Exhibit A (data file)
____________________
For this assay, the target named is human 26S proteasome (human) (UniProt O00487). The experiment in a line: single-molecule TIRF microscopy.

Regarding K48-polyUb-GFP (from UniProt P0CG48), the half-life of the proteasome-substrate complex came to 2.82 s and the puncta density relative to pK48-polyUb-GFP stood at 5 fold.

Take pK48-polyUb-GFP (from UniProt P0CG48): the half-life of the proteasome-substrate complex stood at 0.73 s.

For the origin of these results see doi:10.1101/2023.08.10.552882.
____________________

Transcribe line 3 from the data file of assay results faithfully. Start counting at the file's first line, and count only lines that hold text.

Take pK48-polyUb-GFP (from UniProt P0CG48): the half-life of the proteasome-substrate complex stood at 0.73 s.